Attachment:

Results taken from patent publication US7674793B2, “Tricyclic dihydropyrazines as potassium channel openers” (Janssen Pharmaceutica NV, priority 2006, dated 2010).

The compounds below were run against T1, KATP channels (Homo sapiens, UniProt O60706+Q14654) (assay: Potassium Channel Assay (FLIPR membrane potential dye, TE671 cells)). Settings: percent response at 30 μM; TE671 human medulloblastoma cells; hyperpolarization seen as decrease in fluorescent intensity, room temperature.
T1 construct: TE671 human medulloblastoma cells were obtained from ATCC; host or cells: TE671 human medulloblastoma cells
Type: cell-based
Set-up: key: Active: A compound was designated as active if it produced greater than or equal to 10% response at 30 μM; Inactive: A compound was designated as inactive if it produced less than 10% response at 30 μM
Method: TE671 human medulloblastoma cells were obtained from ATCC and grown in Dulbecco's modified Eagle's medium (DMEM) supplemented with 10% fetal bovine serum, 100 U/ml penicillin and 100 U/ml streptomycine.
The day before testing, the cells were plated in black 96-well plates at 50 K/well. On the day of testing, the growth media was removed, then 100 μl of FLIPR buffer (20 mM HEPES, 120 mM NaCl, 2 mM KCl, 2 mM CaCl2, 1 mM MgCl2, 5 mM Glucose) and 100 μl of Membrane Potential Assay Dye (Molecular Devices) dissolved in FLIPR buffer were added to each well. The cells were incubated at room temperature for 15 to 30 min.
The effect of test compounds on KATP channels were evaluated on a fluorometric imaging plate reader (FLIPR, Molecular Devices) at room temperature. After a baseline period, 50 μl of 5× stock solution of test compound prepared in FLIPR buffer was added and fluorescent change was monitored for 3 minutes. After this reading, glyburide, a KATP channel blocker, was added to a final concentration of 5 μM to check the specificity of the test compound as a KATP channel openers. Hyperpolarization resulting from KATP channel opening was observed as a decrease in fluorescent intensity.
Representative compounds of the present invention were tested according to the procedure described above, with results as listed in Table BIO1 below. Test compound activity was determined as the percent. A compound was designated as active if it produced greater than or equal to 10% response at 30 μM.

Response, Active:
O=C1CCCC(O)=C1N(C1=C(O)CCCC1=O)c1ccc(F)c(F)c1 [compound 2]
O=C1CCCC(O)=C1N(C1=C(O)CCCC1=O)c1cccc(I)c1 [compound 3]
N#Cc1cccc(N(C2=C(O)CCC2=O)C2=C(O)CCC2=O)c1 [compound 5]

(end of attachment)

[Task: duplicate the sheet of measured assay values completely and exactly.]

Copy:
Results taken from patent publication US7674793B2, “Tricyclic dihydropyrazines as potassium channel openers” (Janssen Pharmaceutica NV, priority 2006, dated 2010).

The compounds below were run against T1, KATP channels (Homo sapiens, UniProt O60706+Q14654) (assay: Potassium Channel Assay (FLIPR membrane potential dye, TE671 cells)). Settings: percent response at 30 μM; TE671 human medulloblastoma cells; hyperpolarization seen as decrease in fluorescent intensity, room temperature.
T1 construct: TE671 human medulloblastoma cells were obtained from ATCC; host or cells: TE671 human medulloblastoma cells
Type: cell-based
Set-up: key: Active: A compound was designated as active if it produced greater than or equal to 10% response at 30 μM; Inactive: A compound was designated as inactive if it produced less than 10% response at 30 μM
Method: TE671 human medulloblastoma cells were obtained from ATCC and grown in Dulbecco's modified Eagle's medium (DMEM) supplemented with 10% fetal bovine serum, 100 U/ml penicillin and 100 U/ml streptomycine.
The day before testing, the cells were plated in black 96-well plates at 50 K/well. On the day of testing, the growth media was removed, then 100 μl of FLIPR buffer (20 mM HEPES, 120 mM NaCl, 2 mM KCl, 2 mM CaCl2, 1 mM MgCl2, 5 mM Glucose) and 100 μl of Membrane Potential Assay Dye (Molecular Devices) dissolved in FLIPR buffer were added to each well. The cells were incubated at room temperature for 15 to 30 min.
The effect of test compounds on KATP channels were evaluated on a fluorometric imaging plate reader (FLIPR, Molecular Devices) at room temperature. After a baseline period, 50 μl of 5× stock solution of test compound prepared in FLIPR buffer was added and fluorescent change was monitored for 3 minutes. After this reading, glyburide, a KATP channel blocker, was added to a final concentration of 5 μM to check the specificity of the test compound as a KATP channel openers. Hyperpolarization resulting from KATP channel opening was observed as a decrease in fluorescent intensity.
Representative compounds of the present invention were tested according to the procedure described above, with results as listed in Table BIO1 below. Test compound activity was determined as the percent. A compound was designated as active if it produced greater than or equal to 10% response at 30 μM.

Response, Active:
O=C1CCCC(O)=C1N(C1=C(O)CCCC1=O)c1ccc(F)c(F)c1 [compound 2]
O=C1CCCC(O)=C1N(C1=C(O)CCCC1=O)c1cccc(I)c1 [compound 3]
N#Cc1cccc(N(C2=C(O)CCC2=O)C2=C(O)CCC2=O)c1 [compound 5]